T Nation

Squats Stunt Growth?

I’m 13 years old. Today when I was doing squats, some highschoolers came up to me and told me you should never do squats until your in highschool becuase it stunts your growth. Should I listen to them or just do what I’m doing?

[quote]fartmonkey64 wrote:
I’m 13 years old. Today when I was doing squats, some highschoolers came up to me and told me you should never do squats until your in highschool becuase it stunts your growth. Should I listen to them or just do what I’m doing?[/quote]

I’m not an expert but in my opinion the best thing to do would be to spend the next 3 years learning how to squat extremely light weights with flawless technique and form. If you learn form while you are young you will be one step ahead when your body is ready to go heavy. And if you keep it light, for now, you don’t have to worry about fucking your body up.

i heard bench press stunted your growth from some friend when i was in hs. i did them anyway and grew to 6’4. i dont see any harm in doin squats as long as you make sure you really focus on your form and not fall into the hs trend of loading up the bar and going about 1/4 of the way down.

Sitting on your butt stunts growth. Not eating stunts growth. squating aids grotwh. Lifting aids growoth of bones.The loads you put on the bones now forces them to become denser stronger store more calcium so in later years your well ahead.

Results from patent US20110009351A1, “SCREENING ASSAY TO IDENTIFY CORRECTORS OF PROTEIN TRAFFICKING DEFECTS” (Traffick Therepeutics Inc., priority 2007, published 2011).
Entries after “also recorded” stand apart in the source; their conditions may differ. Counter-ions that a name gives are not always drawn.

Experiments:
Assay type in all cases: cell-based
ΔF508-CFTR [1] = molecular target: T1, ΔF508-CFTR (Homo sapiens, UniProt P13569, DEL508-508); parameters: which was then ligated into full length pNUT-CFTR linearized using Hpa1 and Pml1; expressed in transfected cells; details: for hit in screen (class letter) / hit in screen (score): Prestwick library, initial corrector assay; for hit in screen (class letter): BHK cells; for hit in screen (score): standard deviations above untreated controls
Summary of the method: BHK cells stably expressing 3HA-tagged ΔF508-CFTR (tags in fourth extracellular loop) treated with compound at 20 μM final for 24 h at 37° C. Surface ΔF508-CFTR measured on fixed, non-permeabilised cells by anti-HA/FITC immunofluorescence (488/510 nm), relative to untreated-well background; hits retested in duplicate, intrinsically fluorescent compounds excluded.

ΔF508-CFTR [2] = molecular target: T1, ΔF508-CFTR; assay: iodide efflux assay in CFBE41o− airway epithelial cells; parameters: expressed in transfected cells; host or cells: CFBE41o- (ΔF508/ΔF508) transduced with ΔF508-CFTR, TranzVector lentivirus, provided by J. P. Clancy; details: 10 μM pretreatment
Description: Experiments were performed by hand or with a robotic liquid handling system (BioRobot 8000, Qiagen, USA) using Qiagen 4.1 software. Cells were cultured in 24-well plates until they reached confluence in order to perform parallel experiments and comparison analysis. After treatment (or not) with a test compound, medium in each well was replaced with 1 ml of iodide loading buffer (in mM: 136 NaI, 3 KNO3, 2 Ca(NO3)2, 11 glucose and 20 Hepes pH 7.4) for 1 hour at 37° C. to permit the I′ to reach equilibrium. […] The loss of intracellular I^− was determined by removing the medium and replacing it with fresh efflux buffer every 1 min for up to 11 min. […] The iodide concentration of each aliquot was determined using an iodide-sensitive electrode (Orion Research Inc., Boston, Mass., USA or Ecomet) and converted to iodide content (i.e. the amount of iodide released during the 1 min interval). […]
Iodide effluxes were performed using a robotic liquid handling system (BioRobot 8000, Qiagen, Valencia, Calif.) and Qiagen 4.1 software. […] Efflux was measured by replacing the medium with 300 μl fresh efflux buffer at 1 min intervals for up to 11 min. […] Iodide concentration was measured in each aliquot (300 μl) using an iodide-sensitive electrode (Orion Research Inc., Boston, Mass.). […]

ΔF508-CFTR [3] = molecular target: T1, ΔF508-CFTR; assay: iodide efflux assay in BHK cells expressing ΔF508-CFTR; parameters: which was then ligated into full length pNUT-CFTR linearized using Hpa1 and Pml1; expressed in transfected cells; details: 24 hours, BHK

I agree learn flawless form but I dont think you should stay extremely light for three years. Work up SLOW stay in the 8-12 rep range for a year or so. But dont lolly gag work hard learn the form but bust your tail.

Then progress slowly drop the reps a bit after a year say going into the 5-8 zone,. then ltr maye some days SOME in the 3-5 and others high rep.

But simple answer NO

Lifting weights does not stunt growth. Perhaps if someone began hitting your knees with a sledge hammer for 2 hours a day, THEN your height may be stunted. I would be more worried about stunting growth by not eating enough (like many on this site seem to be doing) rather than lifting weights.

That rumor has been around for decades and it just isn’t true. I think mothers started it to keep their babies from getting hurt by that bad 'ole weight room.

I do think most kids are too immature at that age and these are usually the ones you see playing on the damn machines with their friends and then breaking the fucking lat pulldown right before you plan to train back.

Damaging your growth plates can stunt your growth. So if you hurt yourself you may damage your growth plates and stunt your growth.